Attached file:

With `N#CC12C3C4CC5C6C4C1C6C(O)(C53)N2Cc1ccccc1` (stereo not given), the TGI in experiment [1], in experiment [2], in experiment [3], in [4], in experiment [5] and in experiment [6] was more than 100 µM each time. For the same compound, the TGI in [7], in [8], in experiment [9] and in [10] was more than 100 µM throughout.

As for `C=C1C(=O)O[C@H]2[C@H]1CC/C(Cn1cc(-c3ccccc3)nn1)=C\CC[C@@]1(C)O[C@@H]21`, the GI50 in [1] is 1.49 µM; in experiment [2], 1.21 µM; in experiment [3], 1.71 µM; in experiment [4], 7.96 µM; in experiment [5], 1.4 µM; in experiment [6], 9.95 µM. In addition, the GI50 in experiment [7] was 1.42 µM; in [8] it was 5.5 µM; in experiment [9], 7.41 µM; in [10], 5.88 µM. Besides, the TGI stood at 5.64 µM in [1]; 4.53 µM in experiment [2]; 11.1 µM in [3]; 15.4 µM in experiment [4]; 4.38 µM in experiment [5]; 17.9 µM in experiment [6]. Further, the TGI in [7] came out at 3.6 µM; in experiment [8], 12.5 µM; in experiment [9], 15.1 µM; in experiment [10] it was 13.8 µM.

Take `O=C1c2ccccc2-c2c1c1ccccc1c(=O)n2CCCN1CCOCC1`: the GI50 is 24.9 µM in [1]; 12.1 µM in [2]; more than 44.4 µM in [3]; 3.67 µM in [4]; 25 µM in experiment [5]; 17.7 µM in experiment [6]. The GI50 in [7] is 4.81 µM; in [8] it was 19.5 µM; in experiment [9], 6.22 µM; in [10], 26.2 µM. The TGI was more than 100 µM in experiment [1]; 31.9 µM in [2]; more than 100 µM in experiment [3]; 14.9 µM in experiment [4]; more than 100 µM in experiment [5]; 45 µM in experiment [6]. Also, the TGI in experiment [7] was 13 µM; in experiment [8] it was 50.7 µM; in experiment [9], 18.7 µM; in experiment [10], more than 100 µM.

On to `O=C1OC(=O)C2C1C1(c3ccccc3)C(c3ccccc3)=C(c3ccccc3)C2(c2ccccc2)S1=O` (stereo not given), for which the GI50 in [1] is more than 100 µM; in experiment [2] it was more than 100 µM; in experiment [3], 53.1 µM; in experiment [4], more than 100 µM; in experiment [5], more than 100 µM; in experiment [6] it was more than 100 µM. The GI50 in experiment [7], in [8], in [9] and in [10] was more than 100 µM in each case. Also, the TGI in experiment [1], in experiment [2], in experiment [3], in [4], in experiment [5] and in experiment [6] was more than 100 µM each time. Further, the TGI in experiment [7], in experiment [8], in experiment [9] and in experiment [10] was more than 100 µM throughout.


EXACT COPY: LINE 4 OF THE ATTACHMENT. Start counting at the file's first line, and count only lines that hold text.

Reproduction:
On to `O=C1OC(=O)C2C1C1(c3ccccc3)C(c3ccccc3)=C(c3ccccc3)C2(c2ccccc2)S1=O` (stereo not given), for which the GI50 in [1] is more than 100 µM; in experiment [2] it was more than 100 µM; in experiment [3], 53.1 µM; in experiment [4], more than 100 µM; in experiment [5], more than 100 µM; in experiment [6] it was more than 100 µM. The GI50 in experiment [7], in [8], in [9] and in [10] was more than 100 µM in each case. Also, the TGI in experiment [1], in experiment [2], in experiment [3], in [4], in experiment [5] and in experiment [6] was more than 100 µM each time. Further, the TGI in experiment [7], in experiment [8], in experiment [9] and in experiment [10] was more than 100 µM throughout.